The overarching goal of this project is to develop and demonstrate principled Bayesian intelligent ocean modeling and acidification prediction systems that discriminate among and infer new ocean acidification (OA) models, rigorously learning from data-model misfits and accounting for uncertainties, so as to better monitor, predict, and characterize OA over time-scales of days to months in the Massachusetts Bay and Stellwagen Bank region.


Wide Area Ocean Floor Mapping

Our primary goal is to further develop, implement, apply, and validate theory and schemes for a prototype Wide Area Ocean Floor Mapping system. Our specific objectives are to: (i) Characterize and predict underwater sound propagation uncertainty/distributions due to inexact bathymetry fields and ocean environmental and seabed uncertainties, and (ii) assimilate limited acoustic and oceanographic data for the joint principled Bayesian inversion of environmental and acoustical fields, and for the corresponding rigorous estimation of bathymetry.


Bayesian Data Assimilative Ocean Forecasting, Learning, and Optimal Sensing for Sustainable Fisheries Management in India

This project will develop Bayesian data-driven estimation and model learning methods, stochastic forecasts, and analysis products for ocean physics, biogeochemistry and fisheries. Our data-assimilative ocean field and uncertainty estimates, optimal data collection guidance, and coastal ecosystem-based scenario and risk analyses will serve as quantitative technical decision aides for sustainable rights-based fisheries management. Our forecasts have diverse local commercial and societal applications involving not only fisheries but also coastal zone management, pollution mitigation, monitoring, ocean engineering, tourism, shipping, financial hedging, and re-insurance.


Understanding and Predicting the Gulf of Mexico Loop Current

The overarching goal of this collaborative project is to achieve greater understanding of the physical processes that control the circulation in the Gulf of Mexico, in particular the Loop Current and Loop Current eddy separation dynamics, through advanced data assimilative modeling and analyses. Our MSEAS group plans to: contribute to the skill assessment and analysis of the operational modeling systems; complete targeted multi-resolution modeling experiments to study the effect of model resolution, initial and boundary conditions; illustrate our capabilities of probabilistic predictability and process analyses; and, predict the information content and impacts of observations for principled observational campaign design.


Coherent Lagrangian Pathways from the Surface Ocean to Interior (CALYPSO)

Describing and quantifying the truly three-dimensional and time-dependent transports of ocean properties from the surface ocean to the interior is a fascinating observational, theoretical, and modeling challenge. The CALYPSO initiative addresses this challenge, with a focus on the southwest Mediterranean Sea region. Our goal is to develop novel efficient four-dimensional Lagrangian analysis theory and methods, and apply and expand our capabilities in multi-resolution multi-disciplinary ocean modeling, uncertainty, predictability, and Lagrangian–Eulerian data assimilation, to predict and characterize multiscale ocean transports, coherent structures, and subduction/stirring/mixing processes, and optimally guide ocean platforms towards the most informative observations.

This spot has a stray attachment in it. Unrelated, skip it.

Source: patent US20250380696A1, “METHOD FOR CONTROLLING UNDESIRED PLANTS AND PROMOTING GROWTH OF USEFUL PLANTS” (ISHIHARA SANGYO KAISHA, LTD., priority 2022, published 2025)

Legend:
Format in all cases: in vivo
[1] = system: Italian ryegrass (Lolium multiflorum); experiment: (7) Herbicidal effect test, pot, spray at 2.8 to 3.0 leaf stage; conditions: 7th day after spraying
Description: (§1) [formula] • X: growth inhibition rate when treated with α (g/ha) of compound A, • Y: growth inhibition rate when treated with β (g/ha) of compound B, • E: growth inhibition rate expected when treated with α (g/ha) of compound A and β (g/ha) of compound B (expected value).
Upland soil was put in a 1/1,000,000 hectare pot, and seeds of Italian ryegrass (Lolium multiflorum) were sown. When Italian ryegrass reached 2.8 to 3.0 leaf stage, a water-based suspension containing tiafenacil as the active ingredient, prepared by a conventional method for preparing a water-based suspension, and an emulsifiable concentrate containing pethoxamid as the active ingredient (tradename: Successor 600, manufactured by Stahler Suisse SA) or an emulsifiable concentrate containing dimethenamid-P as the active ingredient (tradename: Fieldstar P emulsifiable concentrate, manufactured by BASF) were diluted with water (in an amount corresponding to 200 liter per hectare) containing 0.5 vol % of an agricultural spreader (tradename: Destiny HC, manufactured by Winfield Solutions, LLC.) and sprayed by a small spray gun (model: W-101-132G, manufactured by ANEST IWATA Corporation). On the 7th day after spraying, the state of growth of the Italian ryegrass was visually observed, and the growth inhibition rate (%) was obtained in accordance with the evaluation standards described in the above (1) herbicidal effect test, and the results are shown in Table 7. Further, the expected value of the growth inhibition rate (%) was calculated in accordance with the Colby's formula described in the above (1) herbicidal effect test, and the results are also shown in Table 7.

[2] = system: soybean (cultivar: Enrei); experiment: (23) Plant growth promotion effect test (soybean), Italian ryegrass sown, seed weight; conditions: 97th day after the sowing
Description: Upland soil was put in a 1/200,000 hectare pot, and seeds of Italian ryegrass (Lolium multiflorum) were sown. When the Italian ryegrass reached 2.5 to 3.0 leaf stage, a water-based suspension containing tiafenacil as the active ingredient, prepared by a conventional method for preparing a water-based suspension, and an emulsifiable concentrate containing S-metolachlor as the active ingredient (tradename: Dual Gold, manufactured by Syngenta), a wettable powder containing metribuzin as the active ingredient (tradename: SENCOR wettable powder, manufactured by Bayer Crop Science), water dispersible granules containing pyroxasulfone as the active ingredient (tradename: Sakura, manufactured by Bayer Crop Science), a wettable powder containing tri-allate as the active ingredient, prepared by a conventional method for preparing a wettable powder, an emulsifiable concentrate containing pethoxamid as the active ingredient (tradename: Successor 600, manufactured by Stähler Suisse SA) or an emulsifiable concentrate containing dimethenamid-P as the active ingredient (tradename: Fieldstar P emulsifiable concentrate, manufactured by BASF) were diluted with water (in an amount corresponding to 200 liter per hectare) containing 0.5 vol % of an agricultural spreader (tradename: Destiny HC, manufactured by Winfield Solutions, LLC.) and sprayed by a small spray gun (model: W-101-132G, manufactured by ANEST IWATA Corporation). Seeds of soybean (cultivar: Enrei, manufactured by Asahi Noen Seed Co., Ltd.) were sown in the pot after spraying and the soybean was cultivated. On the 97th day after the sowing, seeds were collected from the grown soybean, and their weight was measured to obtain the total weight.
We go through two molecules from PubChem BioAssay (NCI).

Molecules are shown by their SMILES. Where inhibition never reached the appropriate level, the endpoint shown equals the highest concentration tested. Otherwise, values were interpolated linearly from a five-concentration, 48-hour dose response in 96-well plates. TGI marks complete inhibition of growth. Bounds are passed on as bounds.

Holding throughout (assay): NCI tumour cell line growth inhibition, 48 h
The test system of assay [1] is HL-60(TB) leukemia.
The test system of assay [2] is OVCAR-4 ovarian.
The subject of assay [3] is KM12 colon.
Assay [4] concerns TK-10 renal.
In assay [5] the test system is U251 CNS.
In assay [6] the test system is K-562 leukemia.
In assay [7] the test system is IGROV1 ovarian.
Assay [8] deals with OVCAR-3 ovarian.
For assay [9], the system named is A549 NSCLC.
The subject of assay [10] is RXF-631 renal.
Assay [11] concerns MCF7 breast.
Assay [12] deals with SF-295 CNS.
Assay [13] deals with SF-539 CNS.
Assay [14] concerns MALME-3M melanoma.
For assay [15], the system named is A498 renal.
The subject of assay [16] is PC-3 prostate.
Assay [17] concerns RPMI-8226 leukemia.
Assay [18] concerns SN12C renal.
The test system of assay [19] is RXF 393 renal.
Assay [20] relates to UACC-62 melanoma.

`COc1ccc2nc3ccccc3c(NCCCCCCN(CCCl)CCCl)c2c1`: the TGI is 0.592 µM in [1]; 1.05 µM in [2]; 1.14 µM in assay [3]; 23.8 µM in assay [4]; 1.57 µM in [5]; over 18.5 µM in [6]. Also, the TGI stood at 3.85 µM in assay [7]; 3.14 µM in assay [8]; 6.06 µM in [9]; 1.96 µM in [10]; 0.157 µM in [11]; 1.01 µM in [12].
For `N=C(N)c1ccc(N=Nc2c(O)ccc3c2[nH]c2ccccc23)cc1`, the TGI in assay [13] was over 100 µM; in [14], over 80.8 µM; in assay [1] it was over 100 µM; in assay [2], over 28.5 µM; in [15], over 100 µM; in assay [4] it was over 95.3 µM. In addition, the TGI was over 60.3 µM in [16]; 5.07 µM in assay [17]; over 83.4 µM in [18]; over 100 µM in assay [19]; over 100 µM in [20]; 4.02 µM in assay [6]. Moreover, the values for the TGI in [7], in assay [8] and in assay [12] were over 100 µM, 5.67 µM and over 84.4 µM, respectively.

Surface Dynamic Uncertainty Characterization and Transfer


The long-term MIT-MSEAS goals of the S-DUCT effort are to (i) employ and develop our high-resolution MSEAS modeling system in ocean regimes with surface ducts, (ii) develop and utilize our coupled oceanographic-acoustic probabilistic modeling, (iii) employ and advance our coupled Bayesian data assimilation (GMM-DO filter and smoother), (iv) apply our theory and schemes based on Bayesian mutual information fields, and (v) quantify the sound speed and transmission loss variability in surface duct regions and investigate models of such effects that are useful for naval applications.


Red Sea Initiative

Our research focus will be the Lagrangian connectivity of marine ecosystems and sea hazards due to natural or made-made Lagrangian material transports. Specifically, we plan to further develop and apply our new theory and schemes for (i) the study and quantification of biogeochemical coherent structures and Lagrangian connectivity of marine ecosystems, and (ii) the study and mitigation of sea hazards due to stochastic advection and Lagrangian material transports including marine contaminations and spills.


Advanced Lagrangian Predictions for Hazards Assessments (NSF-ALPHA)

The overall goal of the ALPHA project is to employ an integrated theoretical, computational and observational approach to develop, implement and utilize these cutting-edge Lagrangian methods with data-driven modeling for the purpose of uncovering, quantifying and predicting key transport processes and four-dimensional (3D plus time) structures during regional flow-based hazards in the ocean and atmosphere.


High-Order Multi-Resolution Multi-Dynamics Modeling for the Flow Encountering Abrupt Topography (FLEAT) Initiative

The presence of large gradients often renders the quantitative analysis of dynamical systems challenging, be the analysis theoretical, observational or computational. This is because large gradients commonly lead to strong nonlinearities and to coupling among state variables and parameters. The emphasis of the Flow Encountering Abrupt Topography (FLEAT) initiative is on the effects of large topographic gradients and complex subsurface geometry on major current systems. The processes involved in these strong topographic interactions and their consequences are the emphasis of our FLEAT research project.